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How to Make Urea Fertilizer: A Step-by-Step DIY Guide for Gardeners


If you are into gardening and is taking care of a plant, then urea fertilizer is the strongest fertilizer option in the world. Urea fertilizer is most used by gardeners, farmers or anyone who takes caring of any plants. It is a synthetic organic compound that is the most important fertilizer in the world that produces vigorous and healthy plant growth. A urea fertilizer from World System is mostly composed of nitrogen which is most important and highly prescribed plant nutrient that is essential for photosynthesis and plant growth. Urea fertilizers are most beneficial in plant growth for providing lush greenery.

One of the major benefits of the how to make urea fertilizer at home recipe is its affordability. For avid gardeners with large gardens, or those always replenishing the fertilizer for several plants, making it on your own can give you major savings. On top of that, besides reducing your gardening expenses, homemade urea fertilizer lets you maintain control over the ingredients and purity of the finished goods. Nineteenth-century Irish soil scientist Dr Helen S Thompson said: ‘Homemade urea fertilizer will not only save money but also make you sure that you are not introducing any unintended chemicals into your garden that can sometimes happen when using ready-made commercial product.

In this manner, not only economical but also enjoyable, since it adds a personal touch to your gardening ritual.

Necessary Ingredients and Tools

You will need several key ingredients and all of them are readily available and relatively cheap, beginning with a solid pig detour. The first and most important ingredient in urea fertilizer is urea itself, available in granules from most agricultural supply stores and online gardening shops. While urea will do as a nitrogen source, a fertilizer that includes phosphorus and potassium will be more potent and is easily made from better-known sources of those elements, superphosphate and potash, respectively.

Here’s a detailed list of ingredients required to make urea fertilizer:

  • Urea granules
  • Superphosphate
  • Potash

Offered in addition to those materials are tools and safety equipment required to maintain the practice both safe and effective:

  • A large mixing container
  • Protective gloves and goggles
  • A measuring scoop or scale
  • A mixing spoon or stick
  • pH testing kit (optional, for testing soil compatibility)

Lucas M Grant, who spent 40 years in agriculture in the US and Canada before becoming an expert in agricultural formulations, explains the care entailed in the process: As long as you measure accurately, and blend very carefully, an urea fertilizer made preparatorily (on the farm/home) will likely not be quite as optimal for plant health or yield as the more technologically advanced, pre-mixed, well-packaged product on your local garden centre’s shelf.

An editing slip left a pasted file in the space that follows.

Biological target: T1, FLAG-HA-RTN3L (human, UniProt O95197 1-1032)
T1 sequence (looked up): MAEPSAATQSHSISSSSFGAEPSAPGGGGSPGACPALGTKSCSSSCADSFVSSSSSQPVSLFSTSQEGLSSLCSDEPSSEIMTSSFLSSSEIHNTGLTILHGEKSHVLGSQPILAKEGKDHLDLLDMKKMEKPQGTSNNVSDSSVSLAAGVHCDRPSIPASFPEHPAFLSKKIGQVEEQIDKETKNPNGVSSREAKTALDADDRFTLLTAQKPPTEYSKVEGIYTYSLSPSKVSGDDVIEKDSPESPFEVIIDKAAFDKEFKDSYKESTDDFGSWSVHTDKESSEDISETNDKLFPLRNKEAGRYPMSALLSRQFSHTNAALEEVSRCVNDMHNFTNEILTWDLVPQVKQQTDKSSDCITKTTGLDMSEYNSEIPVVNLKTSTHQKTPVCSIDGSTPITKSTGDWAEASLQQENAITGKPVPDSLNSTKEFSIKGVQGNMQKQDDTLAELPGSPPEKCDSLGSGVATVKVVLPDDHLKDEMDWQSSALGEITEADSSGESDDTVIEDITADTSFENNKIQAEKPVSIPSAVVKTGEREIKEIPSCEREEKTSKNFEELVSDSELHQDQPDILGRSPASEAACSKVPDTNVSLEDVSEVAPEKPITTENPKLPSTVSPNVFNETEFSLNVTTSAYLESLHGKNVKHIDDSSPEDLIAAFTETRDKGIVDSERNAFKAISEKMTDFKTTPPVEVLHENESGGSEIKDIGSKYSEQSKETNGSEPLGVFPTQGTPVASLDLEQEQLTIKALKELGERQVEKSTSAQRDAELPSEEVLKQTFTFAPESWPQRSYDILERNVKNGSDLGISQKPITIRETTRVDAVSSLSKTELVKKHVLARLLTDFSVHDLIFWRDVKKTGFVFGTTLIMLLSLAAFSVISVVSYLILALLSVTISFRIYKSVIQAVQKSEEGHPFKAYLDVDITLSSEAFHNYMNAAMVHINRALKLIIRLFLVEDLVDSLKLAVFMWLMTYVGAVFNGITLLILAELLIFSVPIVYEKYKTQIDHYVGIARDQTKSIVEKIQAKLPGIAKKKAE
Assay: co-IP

Assembling those ingredients and tools in advance helps ensure that you can work quickly and efficiently to produce a fine fertilizer that your garden will greatly appreciate.

how to make urea fertilizer
how to make urea fertilizer

Preparing Your Ingredients

Urea preparation at home needs to be measured and prepared accurately in order to give your garden its best results. Below is the step-by-step procedure for preparing ingredients for urea fertilizer.
1. Precautions:Food grade is key due to slight modification in synthesized urea.
2. Quantity of urea: 1 kg per 100 litres of water.
3. Preparation:

Measure out your ingredients: Use a scale or measuring scoop to measure the urea, superphosphate and potash. A good ratio for a balanced fertilizer is 1 part urea to 1 part superphosphate to 1 part potash. Again, these proportions may need to be tweaked based on the needs of the soil and the needs of the specific plants you’re feeding.

Mixing Superphosphate: Take your measured urea and superphosphate then add the measured potash. Stir vigorously using a stick or mixing spoon to make sure all of the components are well mixed and uniform without any clumps.

Safety Tips:

Wear protective gear in the form of gloves and goggles that shield your skin and eyes from chemical irritants.

Avoid inhalation by working well-ventilated area: The dust or fumes of the urea and other chemicals must be kept away from breathing.

Prepping is a must when dealing with chemicals as that ensures that all active ingredients are equally distributed throughout, fostering more uniform nutrient release when the fertilizer is applied to the soil. Dr Angela Hartfield, an organic gardening PhD from the University of Florida, is an example.

Armed with these steps and enough precautions however, and you will be trekking into the woods with a high quality hail to make your crops green and healthy.

The Process of Making Urea Fertilizer

Your urea fertilizer recipe is ready. Now it’s time to start the urea processing. Read on for the step-by-step guide to processing your urea fertilizer.

  1. Mixing the fertilizer(Final Mixing): When the urea, superphosphate and potash mixes are ready, collect them. Mix them again until the solution is uniform. I say again and again because it is necessary that the fertilizer mix should be uniform for it to be effective.
  2. Moisture Adjustment: If needed, slightly moisten the mixture to help with granule binding. Add only as much water as is needed to help the mixture stick together. Too much water is going to dissolve the ingredients; just dampen it enough to help the granule binding.
  3. Granulation: Spread the material out on a flat area, press it out with a rolling pin or similar implement to get a thin layer and break it apart into granules, or use a fertilizerproduction-specific mechanical granulator.
  4. Step Three: Curing the fertilizer: Allow the granules to dry in the open without all the bells and whistles in an area with a good throughdraft and away from direct sunlight; this stage will temper the granules into solid shapes to help lock the nutrients in place.